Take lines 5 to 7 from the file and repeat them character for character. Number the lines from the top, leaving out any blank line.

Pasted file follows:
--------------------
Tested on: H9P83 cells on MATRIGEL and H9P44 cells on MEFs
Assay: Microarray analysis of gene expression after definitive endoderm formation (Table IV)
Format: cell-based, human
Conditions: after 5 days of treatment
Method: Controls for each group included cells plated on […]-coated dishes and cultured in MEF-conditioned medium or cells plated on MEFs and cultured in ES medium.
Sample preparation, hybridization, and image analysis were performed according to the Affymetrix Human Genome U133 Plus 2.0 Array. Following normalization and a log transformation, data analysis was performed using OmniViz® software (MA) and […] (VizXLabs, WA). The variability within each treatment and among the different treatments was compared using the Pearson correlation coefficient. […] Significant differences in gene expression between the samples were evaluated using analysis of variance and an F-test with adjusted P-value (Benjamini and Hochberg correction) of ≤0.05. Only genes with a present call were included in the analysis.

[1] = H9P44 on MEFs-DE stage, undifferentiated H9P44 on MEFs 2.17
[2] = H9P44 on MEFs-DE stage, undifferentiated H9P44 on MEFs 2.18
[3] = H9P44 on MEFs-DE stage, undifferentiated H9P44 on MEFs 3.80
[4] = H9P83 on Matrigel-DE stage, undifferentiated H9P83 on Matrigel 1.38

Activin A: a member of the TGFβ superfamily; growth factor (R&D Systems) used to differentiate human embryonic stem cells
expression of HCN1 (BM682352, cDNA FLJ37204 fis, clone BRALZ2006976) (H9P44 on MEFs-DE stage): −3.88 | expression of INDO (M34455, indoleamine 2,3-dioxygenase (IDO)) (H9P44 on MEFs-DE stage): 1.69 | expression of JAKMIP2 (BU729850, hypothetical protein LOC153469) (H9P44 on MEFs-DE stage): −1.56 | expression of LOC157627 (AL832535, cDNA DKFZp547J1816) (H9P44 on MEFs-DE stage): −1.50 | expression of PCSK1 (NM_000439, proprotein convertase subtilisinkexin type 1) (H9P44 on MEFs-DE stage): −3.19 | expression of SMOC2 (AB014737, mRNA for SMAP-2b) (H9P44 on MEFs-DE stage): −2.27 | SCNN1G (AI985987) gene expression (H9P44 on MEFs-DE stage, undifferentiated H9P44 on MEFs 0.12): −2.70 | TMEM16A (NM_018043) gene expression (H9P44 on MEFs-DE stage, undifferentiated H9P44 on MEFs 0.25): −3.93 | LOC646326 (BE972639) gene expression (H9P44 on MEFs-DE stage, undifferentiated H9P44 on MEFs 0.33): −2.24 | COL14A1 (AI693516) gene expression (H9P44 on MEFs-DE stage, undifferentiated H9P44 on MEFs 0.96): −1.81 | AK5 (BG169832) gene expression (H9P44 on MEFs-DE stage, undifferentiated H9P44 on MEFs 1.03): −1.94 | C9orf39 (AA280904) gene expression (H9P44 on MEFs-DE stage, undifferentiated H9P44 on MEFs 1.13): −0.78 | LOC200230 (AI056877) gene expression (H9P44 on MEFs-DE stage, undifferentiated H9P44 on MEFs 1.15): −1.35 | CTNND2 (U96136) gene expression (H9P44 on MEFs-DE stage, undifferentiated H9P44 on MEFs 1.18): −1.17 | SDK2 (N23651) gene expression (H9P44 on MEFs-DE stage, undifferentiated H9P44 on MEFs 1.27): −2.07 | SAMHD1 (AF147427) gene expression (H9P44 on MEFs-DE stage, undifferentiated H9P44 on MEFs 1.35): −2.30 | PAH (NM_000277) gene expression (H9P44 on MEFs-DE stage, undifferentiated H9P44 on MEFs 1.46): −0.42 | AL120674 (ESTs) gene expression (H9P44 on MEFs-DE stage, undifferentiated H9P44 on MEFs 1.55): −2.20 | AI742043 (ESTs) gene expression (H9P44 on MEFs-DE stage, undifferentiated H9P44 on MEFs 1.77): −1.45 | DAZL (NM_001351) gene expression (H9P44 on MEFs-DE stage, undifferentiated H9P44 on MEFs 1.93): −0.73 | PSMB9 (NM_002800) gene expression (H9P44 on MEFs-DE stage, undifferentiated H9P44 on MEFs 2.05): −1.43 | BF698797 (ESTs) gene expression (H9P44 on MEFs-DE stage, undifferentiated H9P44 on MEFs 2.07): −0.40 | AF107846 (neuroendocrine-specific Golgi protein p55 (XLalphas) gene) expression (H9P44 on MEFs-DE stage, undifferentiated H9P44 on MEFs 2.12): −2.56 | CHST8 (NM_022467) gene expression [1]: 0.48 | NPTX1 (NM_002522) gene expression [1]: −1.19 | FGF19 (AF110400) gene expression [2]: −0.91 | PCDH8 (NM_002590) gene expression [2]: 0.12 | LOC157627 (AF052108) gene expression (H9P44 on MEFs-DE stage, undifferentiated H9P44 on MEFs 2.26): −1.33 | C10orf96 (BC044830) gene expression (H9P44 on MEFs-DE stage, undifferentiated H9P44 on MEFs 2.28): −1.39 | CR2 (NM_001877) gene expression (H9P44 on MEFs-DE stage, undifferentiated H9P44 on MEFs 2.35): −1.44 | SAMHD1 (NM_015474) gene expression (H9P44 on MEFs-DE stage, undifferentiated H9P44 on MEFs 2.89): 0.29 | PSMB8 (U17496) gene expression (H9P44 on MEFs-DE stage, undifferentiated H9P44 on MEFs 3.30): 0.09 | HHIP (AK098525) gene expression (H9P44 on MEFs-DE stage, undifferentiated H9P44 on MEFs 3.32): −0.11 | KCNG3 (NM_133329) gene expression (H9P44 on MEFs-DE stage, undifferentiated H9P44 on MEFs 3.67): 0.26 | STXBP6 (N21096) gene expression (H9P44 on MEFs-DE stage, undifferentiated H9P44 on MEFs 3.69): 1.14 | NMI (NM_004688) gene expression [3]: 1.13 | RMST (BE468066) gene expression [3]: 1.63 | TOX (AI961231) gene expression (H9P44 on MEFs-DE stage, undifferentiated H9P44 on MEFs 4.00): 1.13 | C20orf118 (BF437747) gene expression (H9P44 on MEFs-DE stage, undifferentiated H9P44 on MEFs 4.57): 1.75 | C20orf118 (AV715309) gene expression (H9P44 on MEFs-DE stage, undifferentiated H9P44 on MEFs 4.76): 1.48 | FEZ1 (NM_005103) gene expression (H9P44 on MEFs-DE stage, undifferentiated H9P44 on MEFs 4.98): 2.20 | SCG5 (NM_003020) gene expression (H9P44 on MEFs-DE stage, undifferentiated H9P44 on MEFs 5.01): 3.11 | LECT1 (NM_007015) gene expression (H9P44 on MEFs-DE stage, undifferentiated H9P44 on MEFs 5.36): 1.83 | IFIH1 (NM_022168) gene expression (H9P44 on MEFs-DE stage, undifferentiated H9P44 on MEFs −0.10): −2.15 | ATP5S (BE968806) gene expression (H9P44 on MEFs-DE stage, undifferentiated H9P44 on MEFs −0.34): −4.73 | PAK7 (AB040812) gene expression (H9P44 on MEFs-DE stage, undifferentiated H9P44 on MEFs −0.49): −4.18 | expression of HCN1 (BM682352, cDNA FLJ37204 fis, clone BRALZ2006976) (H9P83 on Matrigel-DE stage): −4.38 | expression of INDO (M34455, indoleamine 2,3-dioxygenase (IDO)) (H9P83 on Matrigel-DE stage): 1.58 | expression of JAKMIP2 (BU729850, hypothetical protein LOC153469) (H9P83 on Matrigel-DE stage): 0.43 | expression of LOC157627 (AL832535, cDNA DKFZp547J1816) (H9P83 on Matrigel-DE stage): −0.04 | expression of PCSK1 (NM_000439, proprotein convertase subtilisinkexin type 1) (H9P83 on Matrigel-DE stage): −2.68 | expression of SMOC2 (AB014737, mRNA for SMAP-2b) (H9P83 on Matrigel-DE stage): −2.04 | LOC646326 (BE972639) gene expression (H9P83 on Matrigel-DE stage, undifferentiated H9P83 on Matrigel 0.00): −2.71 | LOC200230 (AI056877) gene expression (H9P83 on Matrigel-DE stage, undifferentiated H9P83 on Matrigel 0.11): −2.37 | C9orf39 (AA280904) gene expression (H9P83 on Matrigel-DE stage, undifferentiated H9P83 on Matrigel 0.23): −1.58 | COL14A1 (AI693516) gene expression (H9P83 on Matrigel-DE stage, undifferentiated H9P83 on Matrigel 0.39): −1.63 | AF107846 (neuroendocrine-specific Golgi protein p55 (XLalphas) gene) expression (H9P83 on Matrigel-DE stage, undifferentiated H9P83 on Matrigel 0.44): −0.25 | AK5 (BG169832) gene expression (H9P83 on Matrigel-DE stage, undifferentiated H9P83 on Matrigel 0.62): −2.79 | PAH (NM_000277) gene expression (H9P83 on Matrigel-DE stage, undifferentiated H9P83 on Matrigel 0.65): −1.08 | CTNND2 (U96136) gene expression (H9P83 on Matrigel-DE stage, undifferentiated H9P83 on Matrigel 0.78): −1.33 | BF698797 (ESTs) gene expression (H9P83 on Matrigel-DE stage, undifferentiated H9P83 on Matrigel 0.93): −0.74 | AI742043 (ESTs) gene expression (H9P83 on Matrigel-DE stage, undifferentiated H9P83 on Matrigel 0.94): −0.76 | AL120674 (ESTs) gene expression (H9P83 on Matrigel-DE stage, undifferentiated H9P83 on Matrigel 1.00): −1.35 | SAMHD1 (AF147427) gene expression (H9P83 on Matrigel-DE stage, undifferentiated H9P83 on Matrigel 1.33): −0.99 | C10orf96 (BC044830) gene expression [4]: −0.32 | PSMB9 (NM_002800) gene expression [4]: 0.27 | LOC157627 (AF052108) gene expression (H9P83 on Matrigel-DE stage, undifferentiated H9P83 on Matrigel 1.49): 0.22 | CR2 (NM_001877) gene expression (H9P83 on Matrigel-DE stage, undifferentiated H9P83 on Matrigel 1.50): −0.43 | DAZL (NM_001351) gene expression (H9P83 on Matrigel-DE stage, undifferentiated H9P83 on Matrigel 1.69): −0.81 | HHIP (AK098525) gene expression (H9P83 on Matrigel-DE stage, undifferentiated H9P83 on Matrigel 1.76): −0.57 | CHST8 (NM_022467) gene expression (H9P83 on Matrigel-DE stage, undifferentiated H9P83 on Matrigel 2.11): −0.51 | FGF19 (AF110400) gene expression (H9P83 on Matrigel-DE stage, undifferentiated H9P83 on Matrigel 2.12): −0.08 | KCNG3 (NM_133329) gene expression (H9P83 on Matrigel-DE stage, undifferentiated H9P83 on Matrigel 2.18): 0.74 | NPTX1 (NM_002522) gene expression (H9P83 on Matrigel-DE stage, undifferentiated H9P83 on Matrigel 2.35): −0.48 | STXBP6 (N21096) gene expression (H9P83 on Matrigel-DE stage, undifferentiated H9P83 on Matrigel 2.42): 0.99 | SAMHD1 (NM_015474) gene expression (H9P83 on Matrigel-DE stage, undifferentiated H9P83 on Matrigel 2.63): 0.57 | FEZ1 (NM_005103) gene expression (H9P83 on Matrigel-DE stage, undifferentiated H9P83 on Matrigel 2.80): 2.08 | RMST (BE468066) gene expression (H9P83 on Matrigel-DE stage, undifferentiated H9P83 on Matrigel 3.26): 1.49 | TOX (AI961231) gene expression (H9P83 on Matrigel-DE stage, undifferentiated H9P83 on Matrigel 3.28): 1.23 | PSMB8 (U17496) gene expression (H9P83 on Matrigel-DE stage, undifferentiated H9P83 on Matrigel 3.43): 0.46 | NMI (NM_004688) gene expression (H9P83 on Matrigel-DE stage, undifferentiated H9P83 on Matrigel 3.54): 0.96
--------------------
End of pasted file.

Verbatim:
Method: Controls for each group included cells plated on […]-coated dishes and cultured in MEF-conditioned medium or cells plated on MEFs and cultured in ES medium.
Sample preparation, hybridization, and image analysis were performed according to the Affymetrix Human Genome U133 Plus 2.0 Array. Following normalization and a log transformation, data analysis was performed using OmniViz® software (MA) and […] (VizXLabs, WA). The variability within each treatment and among the different treatments was compared using the Pearson correlation coefficient. […] Significant differences in gene expression between the samples were evaluated using analysis of variance and an F-test with adjusted P-value (Benjamini and Hochberg correction) of ≤0.05. Only genes with a present call were included in the analysis.

[1] = H9P44 on MEFs-DE stage, undifferentiated H9P44 on MEFs 2.17